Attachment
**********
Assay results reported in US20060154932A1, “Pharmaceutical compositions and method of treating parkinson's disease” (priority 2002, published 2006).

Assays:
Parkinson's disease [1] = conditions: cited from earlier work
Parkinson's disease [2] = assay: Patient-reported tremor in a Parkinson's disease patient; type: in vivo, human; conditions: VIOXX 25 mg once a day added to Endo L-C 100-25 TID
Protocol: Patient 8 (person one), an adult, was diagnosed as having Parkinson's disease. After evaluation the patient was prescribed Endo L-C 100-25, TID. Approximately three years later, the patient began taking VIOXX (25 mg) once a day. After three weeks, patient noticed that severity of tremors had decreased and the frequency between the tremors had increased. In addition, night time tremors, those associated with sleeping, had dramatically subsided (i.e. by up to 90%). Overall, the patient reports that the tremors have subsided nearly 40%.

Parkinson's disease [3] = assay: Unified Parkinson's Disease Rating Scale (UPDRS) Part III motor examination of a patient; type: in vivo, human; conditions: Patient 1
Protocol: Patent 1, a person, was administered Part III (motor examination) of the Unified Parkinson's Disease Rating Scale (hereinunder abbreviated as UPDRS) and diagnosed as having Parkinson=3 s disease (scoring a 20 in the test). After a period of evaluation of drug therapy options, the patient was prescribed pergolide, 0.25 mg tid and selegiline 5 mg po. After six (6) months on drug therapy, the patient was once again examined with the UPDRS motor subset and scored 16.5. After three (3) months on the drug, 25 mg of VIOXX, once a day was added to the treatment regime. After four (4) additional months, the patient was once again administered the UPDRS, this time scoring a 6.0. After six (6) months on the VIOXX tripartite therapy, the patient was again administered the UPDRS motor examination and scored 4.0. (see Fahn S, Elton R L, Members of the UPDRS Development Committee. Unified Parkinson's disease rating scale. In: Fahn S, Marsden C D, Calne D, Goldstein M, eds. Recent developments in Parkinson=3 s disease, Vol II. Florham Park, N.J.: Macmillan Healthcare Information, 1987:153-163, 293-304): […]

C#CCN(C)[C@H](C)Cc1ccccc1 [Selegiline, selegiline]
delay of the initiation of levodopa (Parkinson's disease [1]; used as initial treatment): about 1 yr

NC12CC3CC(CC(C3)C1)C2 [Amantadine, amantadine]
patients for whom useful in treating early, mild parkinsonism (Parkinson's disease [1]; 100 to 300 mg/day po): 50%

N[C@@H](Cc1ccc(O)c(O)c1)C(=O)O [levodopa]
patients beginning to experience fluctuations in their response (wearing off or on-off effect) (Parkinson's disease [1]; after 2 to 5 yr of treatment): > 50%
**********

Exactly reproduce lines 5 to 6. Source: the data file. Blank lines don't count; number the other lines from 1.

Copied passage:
Protocol: Patient 8 (person one), an adult, was diagnosed as having Parkinson's disease. After evaluation the patient was prescribed Endo L-C 100-25, TID. Approximately three years later, the patient began taking VIOXX (25 mg) once a day. After three weeks, patient noticed that severity of tremors had decreased and the frequency between the tremors had increased. In addition, night time tremors, those associated with sleeping, had dramatically subsided (i.e. by up to 90%). Overall, the patient reports that the tremors have subsided nearly 40%.

Parkinson's disease [3] = assay: Unified Parkinson's Disease Rating Scale (UPDRS) Part III motor examination of a patient; type: in vivo, human; conditions: Patient 1